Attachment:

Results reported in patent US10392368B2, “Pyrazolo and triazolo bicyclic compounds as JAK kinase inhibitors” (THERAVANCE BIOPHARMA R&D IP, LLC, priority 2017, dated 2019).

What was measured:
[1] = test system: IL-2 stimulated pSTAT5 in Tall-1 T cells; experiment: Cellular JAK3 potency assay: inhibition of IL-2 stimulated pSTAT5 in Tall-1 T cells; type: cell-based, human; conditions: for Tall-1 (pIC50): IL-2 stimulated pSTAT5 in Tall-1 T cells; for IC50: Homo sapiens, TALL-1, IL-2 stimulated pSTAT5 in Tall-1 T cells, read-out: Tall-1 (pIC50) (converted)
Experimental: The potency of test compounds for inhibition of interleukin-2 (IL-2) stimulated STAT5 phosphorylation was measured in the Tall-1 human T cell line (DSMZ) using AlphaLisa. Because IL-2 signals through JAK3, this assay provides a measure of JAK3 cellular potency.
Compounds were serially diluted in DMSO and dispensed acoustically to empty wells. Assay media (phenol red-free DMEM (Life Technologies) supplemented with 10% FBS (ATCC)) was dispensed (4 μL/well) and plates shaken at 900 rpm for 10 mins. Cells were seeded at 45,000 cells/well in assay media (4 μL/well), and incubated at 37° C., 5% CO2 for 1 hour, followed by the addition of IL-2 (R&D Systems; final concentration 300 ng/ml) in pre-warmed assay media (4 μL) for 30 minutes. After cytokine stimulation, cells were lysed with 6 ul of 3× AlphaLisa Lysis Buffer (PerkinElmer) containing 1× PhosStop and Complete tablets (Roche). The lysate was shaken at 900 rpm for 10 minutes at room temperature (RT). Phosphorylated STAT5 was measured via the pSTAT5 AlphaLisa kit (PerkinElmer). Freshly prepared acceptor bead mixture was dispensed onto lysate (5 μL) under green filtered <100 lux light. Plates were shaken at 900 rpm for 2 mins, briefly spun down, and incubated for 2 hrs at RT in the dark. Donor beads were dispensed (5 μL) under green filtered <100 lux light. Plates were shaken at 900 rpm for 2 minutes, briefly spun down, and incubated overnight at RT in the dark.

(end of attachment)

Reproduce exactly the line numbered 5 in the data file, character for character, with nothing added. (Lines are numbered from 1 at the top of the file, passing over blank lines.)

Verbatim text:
Compounds were serially diluted in DMSO and dispensed acoustically to empty wells. Assay media (phenol red-free DMEM (Life Technologies) supplemented with 10% FBS (ATCC)) was dispensed (4 μL/well) and plates shaken at 900 rpm for 10 mins. Cells were seeded at 45,000 cells/well in assay media (4 μL/well), and incubated at 37° C., 5% CO2 for 1 hour, followed by the addition of IL-2 (R&D Systems; final concentration 300 ng/ml) in pre-warmed assay media (4 μL) for 30 minutes. After cytokine stimulation, cells were lysed with 6 ul of 3× AlphaLisa Lysis Buffer (PerkinElmer) containing 1× PhosStop and Complete tablets (Roche). The lysate was shaken at 900 rpm for 10 minutes at room temperature (RT). Phosphorylated STAT5 was measured via the pSTAT5 AlphaLisa kit (PerkinElmer). Freshly prepared acceptor bead mixture was dispensed onto lysate (5 μL) under green filtered <100 lux light. Plates were shaken at 900 rpm for 2 mins, briefly spun down, and incubated for 2 hrs at RT in the dark. Donor beads were dispensed (5 μL) under green filtered <100 lux light. Plates were shaken at 900 rpm for 2 minutes, briefly spun down, and incubated overnight at RT in the dark.